Online Education For South Africa’s Poorest (1998)

Net Development (1998): The internet is helping to bring dynamic education to South Africa’s poorest townships.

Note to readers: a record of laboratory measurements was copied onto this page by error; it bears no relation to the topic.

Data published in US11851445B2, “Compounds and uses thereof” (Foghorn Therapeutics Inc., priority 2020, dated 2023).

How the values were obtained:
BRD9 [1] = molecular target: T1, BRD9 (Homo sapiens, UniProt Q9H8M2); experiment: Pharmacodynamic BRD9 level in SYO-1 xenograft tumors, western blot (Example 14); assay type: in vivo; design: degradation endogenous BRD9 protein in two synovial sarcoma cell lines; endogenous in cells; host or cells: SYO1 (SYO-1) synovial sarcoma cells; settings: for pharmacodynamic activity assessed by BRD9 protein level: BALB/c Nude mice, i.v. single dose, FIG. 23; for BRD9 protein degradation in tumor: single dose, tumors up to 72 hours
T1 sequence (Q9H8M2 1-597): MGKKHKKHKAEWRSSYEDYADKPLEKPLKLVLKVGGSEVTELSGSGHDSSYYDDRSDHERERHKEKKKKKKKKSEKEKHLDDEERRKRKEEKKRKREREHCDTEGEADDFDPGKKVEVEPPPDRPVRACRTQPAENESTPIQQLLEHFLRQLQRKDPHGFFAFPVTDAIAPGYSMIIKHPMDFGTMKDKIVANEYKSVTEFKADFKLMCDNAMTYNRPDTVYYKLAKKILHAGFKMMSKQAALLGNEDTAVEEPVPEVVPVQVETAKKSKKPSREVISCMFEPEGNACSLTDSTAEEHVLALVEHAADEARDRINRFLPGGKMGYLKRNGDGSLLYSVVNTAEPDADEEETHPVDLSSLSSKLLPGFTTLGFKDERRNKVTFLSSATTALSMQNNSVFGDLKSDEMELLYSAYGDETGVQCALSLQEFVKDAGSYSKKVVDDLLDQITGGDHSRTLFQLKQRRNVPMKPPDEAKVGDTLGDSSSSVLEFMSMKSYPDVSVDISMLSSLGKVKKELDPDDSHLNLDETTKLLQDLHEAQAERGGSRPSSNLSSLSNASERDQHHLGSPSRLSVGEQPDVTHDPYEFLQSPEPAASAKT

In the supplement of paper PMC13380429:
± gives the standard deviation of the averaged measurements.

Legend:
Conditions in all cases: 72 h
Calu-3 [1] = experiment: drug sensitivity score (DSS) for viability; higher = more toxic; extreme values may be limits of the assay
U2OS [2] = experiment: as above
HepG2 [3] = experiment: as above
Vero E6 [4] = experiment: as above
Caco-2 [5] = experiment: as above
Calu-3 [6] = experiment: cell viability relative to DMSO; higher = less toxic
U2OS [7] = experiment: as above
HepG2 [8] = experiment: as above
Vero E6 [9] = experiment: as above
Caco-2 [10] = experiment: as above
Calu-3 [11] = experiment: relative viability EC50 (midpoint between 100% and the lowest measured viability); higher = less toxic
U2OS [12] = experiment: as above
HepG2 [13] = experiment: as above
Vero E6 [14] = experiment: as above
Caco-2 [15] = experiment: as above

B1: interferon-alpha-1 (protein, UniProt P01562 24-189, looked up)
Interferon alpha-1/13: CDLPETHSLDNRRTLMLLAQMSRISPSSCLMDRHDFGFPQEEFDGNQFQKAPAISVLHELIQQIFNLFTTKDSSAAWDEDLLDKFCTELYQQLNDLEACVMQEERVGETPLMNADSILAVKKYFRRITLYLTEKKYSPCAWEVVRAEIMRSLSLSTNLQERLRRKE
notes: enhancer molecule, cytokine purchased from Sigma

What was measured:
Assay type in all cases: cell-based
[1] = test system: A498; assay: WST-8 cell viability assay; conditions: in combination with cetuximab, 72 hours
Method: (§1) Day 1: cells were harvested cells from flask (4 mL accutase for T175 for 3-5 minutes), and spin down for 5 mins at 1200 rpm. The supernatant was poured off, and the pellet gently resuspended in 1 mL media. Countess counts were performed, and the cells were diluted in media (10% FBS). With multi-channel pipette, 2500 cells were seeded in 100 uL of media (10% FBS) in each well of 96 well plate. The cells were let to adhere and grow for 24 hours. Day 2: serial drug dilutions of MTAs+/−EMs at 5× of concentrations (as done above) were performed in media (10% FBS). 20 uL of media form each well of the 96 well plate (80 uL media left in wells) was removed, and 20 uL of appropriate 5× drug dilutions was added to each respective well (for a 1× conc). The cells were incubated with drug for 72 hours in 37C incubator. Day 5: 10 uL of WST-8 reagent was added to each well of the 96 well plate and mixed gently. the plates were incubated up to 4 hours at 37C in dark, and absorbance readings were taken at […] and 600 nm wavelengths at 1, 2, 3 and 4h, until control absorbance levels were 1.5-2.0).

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The sun rises up above Soweto as hundreds of kids troop to school. But what most children arrive to every morning is an under funded, and under equipped shack. And without a decent education, the economic prospects of young black people in the new South Africa is severely limited. So with government support Interaid are helping to fit township schools with computers and hook them up to the internet. In the first wired township school new web browsers enthuse about their new tool: “The internet is very exciting, we are able to communicate with other people, hear what they have to say, their views and everything.” Via a live video link with a school in Birmingham, British pupils chat with their cyber-friends in SA. Lending kudos and funding, Clare Short, Britain’s Minster for International Development, is a keen supporter of the scheme. “[It’s a] profoundly important thing for development if you can get a whole generation of educated children.” Interaid is wary that its efforts are well distributed to avoid exasperating the gap between the have and the have nots. Yet the school needs to capitalise on the computers and charges pupils for using them. Despite the setbacks though, it’s a positive step to bridging the divides between black and white education in South Africa.

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